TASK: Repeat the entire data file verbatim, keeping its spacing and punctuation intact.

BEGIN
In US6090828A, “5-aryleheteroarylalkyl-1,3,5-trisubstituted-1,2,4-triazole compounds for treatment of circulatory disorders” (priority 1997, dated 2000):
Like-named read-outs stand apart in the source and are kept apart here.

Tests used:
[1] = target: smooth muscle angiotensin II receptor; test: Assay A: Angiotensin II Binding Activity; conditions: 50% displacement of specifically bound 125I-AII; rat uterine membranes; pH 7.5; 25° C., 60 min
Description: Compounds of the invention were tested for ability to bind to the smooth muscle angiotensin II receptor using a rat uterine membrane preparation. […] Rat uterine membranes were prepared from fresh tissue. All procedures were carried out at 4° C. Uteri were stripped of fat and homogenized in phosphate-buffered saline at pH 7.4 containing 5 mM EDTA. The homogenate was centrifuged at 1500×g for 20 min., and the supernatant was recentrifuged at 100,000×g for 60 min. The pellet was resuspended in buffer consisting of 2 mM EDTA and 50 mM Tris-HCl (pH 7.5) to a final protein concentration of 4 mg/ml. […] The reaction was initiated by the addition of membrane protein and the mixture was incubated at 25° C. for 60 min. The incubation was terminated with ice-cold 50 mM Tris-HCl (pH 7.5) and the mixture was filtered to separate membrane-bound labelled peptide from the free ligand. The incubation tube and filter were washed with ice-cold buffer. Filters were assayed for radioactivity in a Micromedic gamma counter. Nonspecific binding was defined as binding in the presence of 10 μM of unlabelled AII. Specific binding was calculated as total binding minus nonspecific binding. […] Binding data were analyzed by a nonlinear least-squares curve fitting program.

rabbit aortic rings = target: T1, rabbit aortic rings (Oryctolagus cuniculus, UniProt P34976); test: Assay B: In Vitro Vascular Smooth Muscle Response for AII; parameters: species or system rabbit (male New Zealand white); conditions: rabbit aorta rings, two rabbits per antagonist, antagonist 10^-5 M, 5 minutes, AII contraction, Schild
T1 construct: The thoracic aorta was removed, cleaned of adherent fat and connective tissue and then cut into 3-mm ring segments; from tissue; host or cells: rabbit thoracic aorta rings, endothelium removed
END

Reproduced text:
In US6090828A, “5-aryleheteroarylalkyl-1,3,5-trisubstituted-1,2,4-triazole compounds for treatment of circulatory disorders” (priority 1997, dated 2000):
Like-named read-outs stand apart in the source and are kept apart here.

Tests used:
[1] = target: smooth muscle angiotensin II receptor; test: Assay A: Angiotensin II Binding Activity; conditions: 50% displacement of specifically bound 125I-AII; rat uterine membranes; pH 7.5; 25° C., 60 min
Description: Compounds of the invention were tested for ability to bind to the smooth muscle angiotensin II receptor using a rat uterine membrane preparation. […] Rat uterine membranes were prepared from fresh tissue. All procedures were carried out at 4° C. Uteri were stripped of fat and homogenized in phosphate-buffered saline at pH 7.4 containing 5 mM EDTA. The homogenate was centrifuged at 1500×g for 20 min., and the supernatant was recentrifuged at 100,000×g for 60 min. The pellet was resuspended in buffer consisting of 2 mM EDTA and 50 mM Tris-HCl (pH 7.5) to a final protein concentration of 4 mg/ml. […] The reaction was initiated by the addition of membrane protein and the mixture was incubated at 25° C. for 60 min. The incubation was terminated with ice-cold 50 mM Tris-HCl (pH 7.5) and the mixture was filtered to separate membrane-bound labelled peptide from the free ligand. The incubation tube and filter were washed with ice-cold buffer. Filters were assayed for radioactivity in a Micromedic gamma counter. Nonspecific binding was defined as binding in the presence of 10 μM of unlabelled AII. Specific binding was calculated as total binding minus nonspecific binding. […] Binding data were analyzed by a nonlinear least-squares curve fitting program.

rabbit aortic rings = target: T1, rabbit aortic rings (Oryctolagus cuniculus, UniProt P34976); test: Assay B: In Vitro Vascular Smooth Muscle Response for AII; parameters: species or system rabbit (male New Zealand white); conditions: rabbit aorta rings, two rabbits per antagonist, antagonist 10^-5 M, 5 minutes, AII contraction, Schild
T1 construct: The thoracic aorta was removed, cleaned of adherent fat and connective tissue and then cut into 3-mm ring segments; from tissue; host or cells: rabbit thoracic aorta rings, endothelium removed